New Jersey Court Finds Violation of Computer Related Offenses Act and Other Unlawful Conduct, Ordering Disgorgement of Profits, Attorneys' Fees and Punitive Damages
In B&H Securities, Inc. v. Duane Pinkey et al., the New Jersey Superior Court found that former employees taking computer files from – and using the files to unfairly compete with – their employer violated the Computer Related Offenses Act, N.J.S.A. 2A:38A-1 et seq. (“CROA”), and breached other common law and contractual obligations. The Court awarded actual damages, based on plaintiff B&H’s lost profits of $737,087.00, as well as punitive damages of $100,000 and attorneys' fees under the CROA.
The CROA prohibits, among other things, the unauthorized taking, destruction and accessing of computer files. The CROA is New Jersey’s equivalent to the Federal Computer Fraud and Abuse Act, 18 USC § 1030, a statute used more and more to challenge misappropriation of electronic data. The CROA provides for punitive damages and attorneys’ fees, which may not be otherwise recoverable under common law tort and breach of contract claims.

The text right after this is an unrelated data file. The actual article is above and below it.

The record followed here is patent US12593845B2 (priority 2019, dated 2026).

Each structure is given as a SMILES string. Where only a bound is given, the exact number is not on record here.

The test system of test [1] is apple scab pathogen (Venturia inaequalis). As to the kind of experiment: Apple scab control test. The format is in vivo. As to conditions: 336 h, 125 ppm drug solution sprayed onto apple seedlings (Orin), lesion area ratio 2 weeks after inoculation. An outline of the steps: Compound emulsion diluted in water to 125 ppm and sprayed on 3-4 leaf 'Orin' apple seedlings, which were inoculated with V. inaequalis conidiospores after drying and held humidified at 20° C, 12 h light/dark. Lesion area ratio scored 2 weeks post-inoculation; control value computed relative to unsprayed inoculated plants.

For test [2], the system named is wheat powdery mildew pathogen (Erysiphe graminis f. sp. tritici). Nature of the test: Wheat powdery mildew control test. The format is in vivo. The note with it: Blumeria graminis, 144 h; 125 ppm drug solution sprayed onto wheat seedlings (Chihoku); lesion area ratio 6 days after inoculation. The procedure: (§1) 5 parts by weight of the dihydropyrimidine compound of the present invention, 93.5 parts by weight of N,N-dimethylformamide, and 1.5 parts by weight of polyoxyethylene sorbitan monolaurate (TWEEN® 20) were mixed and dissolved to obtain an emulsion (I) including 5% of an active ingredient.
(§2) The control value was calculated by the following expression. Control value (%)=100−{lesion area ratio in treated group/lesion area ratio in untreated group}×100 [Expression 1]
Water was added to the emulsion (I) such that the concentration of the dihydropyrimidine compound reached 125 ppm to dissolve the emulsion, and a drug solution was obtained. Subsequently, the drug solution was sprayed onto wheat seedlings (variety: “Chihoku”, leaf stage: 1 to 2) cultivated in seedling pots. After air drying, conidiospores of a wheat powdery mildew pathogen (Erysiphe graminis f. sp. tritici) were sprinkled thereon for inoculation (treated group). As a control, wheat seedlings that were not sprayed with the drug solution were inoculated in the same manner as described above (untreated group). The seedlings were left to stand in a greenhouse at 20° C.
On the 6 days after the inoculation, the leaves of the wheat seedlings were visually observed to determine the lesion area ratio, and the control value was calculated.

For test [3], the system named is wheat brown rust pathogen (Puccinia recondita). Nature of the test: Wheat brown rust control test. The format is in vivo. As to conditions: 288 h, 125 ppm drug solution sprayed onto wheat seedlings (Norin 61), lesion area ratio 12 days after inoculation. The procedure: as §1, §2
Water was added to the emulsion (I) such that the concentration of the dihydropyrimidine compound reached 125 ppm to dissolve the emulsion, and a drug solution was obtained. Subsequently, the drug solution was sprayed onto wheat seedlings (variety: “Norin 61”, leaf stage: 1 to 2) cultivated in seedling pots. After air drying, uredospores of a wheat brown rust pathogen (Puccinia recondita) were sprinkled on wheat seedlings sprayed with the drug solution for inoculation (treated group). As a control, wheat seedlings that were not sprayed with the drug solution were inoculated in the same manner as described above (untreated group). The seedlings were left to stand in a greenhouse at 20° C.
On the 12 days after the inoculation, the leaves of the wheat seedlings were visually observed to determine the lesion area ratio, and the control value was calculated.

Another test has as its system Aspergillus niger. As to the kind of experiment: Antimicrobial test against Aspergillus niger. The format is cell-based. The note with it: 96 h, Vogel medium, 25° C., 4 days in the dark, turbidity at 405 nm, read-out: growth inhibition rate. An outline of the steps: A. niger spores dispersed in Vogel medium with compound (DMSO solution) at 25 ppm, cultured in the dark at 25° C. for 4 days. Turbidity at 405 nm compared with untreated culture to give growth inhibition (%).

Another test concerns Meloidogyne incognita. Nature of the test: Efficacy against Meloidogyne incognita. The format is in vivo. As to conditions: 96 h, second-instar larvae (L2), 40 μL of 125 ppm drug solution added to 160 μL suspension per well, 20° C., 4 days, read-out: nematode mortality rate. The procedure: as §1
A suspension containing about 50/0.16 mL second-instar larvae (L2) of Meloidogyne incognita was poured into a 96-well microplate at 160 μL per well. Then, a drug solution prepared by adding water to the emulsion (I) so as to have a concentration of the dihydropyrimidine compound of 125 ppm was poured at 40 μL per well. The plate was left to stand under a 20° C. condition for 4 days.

Here, former employees, Pinkney, Poisler and Palladino worked for B&H, which developed, installed and maintained security and safety systems for businesses to protect their properties and business records. Pinkney was a salesperson, Palladino provided customer support to B&H’s clients, and Poisler worked as an information technology manager. All three signed non-compete agreements, which included non-disclosure obligations, and acknowledgments of other confidentiality obligations.